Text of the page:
Men with elevated serum PSA levels are advised to have needle biopsies of the prostate; the TRUS-guided systematic sampling of the prostate gland introduced by Hodge et al. in 1989  has greatly increased the ability to detect prostate cancer. The sextant biopsy approach has been historically associated with a relatively high false-negative rate, of 15–31%[2–5]. Concerned about the possibility of missing clinically significant tumours, different groups have suggested several different regimens involving more extensive sampling of larger glands, and particularly of the far lateral and more medial aspects of the peripheral zone of the prostate [6–8]. Although the optimal extent of prostate biopsy remains controversial, there is a trend to increase the number of cores taken to increase the cancer detection rate.
Extended biopsies usually involving ≥10 cores have been shown to improve the diagnostic accuracy of clinically significant prostate cancer [8,9]. Extensive prostate biopsy schemes of 14–45 cores, a procedure also referred to as ‘saturation biopsy’, has in general been reserved for a highly selected group of men with persistently high PSA levels and initial or multiple negative biopsies [10,11].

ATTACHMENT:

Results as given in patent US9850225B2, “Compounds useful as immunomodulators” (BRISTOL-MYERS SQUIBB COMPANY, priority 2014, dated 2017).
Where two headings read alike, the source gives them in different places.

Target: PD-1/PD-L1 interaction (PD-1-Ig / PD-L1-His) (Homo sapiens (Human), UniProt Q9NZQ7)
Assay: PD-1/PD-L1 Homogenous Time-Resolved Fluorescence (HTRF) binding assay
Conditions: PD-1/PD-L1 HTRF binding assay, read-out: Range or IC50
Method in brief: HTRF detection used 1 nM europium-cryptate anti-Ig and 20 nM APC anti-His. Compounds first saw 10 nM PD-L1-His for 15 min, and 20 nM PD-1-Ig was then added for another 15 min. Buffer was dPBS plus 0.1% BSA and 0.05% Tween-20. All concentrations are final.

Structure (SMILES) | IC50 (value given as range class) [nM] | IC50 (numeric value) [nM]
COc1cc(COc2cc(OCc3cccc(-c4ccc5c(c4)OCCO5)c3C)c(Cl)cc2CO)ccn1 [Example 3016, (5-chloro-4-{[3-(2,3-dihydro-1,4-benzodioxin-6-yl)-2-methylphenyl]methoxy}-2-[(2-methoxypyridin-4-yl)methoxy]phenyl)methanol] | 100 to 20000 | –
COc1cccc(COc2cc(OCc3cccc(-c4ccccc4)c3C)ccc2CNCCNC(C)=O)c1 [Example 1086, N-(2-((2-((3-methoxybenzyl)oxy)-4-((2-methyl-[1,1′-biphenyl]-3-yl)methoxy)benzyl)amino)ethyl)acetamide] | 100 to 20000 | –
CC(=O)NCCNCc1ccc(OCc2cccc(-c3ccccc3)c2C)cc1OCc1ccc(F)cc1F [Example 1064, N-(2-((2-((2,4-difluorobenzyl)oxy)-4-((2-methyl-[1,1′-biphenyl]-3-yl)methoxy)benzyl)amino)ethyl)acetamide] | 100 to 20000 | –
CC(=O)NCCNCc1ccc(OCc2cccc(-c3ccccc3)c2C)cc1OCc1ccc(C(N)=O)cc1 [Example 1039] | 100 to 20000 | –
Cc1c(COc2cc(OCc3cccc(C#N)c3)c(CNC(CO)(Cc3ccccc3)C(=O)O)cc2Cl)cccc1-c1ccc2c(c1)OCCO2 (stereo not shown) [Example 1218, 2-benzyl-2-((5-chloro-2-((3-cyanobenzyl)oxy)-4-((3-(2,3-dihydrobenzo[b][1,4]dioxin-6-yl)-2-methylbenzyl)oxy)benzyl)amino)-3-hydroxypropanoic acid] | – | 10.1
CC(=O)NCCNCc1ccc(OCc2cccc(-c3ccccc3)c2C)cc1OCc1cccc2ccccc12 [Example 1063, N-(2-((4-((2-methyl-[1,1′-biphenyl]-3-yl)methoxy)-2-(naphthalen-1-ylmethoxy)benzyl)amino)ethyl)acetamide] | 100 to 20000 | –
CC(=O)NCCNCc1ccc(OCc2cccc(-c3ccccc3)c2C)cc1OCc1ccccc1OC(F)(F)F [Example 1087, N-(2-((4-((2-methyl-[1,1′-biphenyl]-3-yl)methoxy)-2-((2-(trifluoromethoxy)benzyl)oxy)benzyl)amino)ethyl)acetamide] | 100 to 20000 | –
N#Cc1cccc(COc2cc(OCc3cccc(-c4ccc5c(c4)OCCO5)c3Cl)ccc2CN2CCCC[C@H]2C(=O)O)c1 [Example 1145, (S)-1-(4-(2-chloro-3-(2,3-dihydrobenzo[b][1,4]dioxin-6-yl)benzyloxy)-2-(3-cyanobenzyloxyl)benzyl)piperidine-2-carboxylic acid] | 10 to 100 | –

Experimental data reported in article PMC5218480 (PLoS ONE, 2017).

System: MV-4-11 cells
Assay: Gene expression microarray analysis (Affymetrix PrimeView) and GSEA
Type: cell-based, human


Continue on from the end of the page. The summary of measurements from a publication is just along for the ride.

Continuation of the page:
Although showing a significantly greater detection rate for repeat biopsy, the systematic saturation biopsy technique as the initial biopsy strategy does not seem to improve the cancer detection rate when compared to the 10-core prostate biopsy scheme .